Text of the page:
Burundians head to the polls Thursday to vote yes or no on proposed changes to the constitution. The ruling party says the changes are aimed at shaking off vestiges of colonialism. The opposition says they are designed to extend the president's term in office.
Campaigns have ended in Burundi, and now both sides are hoping they will carry the day come Thursday.
The East African nation has been stuck in a political crisis since President Pierre Nkurunziza ran for and won a third term in 2015, in defiance of critics who said he was violating a two-term limit in the constitution.
The government says to avoid another dispute, the constitution must be changed.
The proposed amendments would change presidential terms from five years to seven, and in effect allow President Nkurunziza to run for two additional terms, potentially keeping him in power until 2034.
They would also allow the ruling party the power to fire an elected member of parliament who is found to be breaking the country’s laws and constitution.
For a bill to pass the legislature, it would need the approval from a simple majority of lawmakers, compared to 80 percent in the current constitution.
“After the constitution is amended, Burundi will be more stable because this new constitution promotes democracy and fights impunity," said Nancy Mutoni, who is in charge of communication of the ruling party CNDD FDD. "It gives the people the voice, their will and wishes are in the constitution. So they will have more trust in the institutions more than ever because before it was discussed else where, it was discussed by politicians only the people were not consulted.”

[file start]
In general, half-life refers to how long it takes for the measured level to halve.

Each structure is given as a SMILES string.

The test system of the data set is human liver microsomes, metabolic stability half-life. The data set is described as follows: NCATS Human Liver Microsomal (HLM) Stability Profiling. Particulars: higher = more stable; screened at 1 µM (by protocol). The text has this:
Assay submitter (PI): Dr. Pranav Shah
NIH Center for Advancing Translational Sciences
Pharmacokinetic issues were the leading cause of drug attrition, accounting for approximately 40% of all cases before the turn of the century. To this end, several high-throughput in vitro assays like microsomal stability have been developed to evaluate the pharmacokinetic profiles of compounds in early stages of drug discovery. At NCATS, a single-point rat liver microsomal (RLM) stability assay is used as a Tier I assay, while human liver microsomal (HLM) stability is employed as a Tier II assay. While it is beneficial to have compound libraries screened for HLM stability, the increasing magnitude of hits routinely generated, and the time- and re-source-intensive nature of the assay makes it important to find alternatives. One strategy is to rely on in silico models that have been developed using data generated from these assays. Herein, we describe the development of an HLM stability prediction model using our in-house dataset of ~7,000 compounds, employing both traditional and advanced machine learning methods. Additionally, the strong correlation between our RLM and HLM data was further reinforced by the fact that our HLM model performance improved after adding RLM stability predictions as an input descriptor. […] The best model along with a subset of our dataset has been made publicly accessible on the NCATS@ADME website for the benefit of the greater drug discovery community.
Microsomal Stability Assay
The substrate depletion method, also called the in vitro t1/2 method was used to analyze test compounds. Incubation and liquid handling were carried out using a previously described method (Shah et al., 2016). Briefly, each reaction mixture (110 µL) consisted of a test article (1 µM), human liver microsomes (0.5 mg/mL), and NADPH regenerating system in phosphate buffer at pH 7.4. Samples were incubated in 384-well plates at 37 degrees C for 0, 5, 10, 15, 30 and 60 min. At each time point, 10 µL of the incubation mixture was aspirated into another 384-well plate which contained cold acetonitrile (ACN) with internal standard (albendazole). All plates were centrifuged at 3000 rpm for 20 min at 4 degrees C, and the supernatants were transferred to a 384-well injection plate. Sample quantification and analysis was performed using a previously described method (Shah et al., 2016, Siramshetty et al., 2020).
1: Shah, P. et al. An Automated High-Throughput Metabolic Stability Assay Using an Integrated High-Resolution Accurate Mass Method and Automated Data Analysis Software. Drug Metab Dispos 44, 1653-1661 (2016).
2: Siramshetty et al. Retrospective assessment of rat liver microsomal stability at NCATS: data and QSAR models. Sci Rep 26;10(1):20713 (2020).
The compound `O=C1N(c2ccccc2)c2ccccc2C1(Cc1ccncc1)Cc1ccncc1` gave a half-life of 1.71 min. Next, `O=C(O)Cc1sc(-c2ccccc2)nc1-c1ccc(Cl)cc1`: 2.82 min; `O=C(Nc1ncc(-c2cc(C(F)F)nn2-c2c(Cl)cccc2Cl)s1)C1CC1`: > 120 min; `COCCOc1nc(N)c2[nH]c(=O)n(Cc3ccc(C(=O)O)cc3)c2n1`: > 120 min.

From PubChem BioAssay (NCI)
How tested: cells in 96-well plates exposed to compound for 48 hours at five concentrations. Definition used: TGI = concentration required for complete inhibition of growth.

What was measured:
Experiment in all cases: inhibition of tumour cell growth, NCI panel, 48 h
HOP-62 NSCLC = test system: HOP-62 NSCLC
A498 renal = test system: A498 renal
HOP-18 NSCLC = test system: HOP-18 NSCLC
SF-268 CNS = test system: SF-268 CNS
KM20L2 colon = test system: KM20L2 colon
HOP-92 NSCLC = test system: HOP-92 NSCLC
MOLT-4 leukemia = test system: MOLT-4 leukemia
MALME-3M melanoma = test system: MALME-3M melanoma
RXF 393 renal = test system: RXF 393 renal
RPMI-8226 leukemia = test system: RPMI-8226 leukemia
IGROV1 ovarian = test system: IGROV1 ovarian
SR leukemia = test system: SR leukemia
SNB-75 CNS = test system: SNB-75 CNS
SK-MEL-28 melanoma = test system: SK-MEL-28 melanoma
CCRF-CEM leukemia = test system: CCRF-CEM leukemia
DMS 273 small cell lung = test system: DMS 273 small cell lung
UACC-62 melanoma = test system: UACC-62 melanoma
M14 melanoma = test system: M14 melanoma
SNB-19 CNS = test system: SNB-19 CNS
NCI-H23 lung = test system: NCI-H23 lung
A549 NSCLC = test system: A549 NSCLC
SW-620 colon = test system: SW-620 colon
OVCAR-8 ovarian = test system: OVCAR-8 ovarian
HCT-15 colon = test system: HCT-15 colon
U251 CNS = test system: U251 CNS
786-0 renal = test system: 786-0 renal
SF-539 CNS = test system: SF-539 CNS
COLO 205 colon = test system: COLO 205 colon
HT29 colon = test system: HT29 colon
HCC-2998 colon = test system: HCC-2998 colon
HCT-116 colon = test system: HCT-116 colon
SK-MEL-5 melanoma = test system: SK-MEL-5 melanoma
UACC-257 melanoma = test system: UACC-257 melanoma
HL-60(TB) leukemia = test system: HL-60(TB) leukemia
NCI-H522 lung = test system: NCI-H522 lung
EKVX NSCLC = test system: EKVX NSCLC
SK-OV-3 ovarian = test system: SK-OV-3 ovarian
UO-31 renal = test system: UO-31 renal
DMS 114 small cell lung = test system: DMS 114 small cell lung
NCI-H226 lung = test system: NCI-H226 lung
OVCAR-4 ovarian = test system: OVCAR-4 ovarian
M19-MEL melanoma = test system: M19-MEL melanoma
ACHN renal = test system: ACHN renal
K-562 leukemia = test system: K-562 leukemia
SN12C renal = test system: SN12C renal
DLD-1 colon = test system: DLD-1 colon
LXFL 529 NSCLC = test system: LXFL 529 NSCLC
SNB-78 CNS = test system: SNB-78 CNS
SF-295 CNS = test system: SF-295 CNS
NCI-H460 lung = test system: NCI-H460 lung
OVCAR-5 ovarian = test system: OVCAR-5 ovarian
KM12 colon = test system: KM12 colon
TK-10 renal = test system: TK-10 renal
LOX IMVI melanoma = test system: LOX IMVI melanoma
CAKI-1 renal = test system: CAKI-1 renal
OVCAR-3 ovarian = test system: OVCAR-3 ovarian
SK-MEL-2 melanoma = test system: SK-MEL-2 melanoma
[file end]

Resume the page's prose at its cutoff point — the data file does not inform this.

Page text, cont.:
The 2000 Arusha agreement and the 2005 constitution brought an end to Burundi’s civil war, which claimed the lives of more than 300,000 people.
The Arusha agreement was designed to reconcile Hutus and Tutsis, and ensure the groups share power.
The International Federation for Human Rights said Tuesday that the proposed constitutional changes threaten to upset the balance of power and peace the country has enjoyed in the last decade.
Agathon Rwasa, a former presidential candidate who is urging Burundians to vote "no" on Thursday, says the changes would generate instability.
“These amendments if its adopted we just generate more troubles in the country instead of stability. So we better look forward and try to get laws which are there to respond to the general interest of the nation not just for the sake of group of people or individual," he said.
Rwasa and his team have complained of harassment and intimidation during campaign period.
“In Arusha it was agreed for the laws to change the country must be in a state of peace and stable," said Dieudonne Bashirahishize, a member of the Burundi Bar Association and council member of the East African Law Society. "But if you look at the current situation and the environment this referendum is being conducted, it's conducted in a state of fear and intimidation. People cannot express themselves and those who oppose the constitutional changes are getting killed.”
Human rights groups have blamed the ruling party youth wing, known as Imbonerakure, of attacking, intimidating and killing opponents.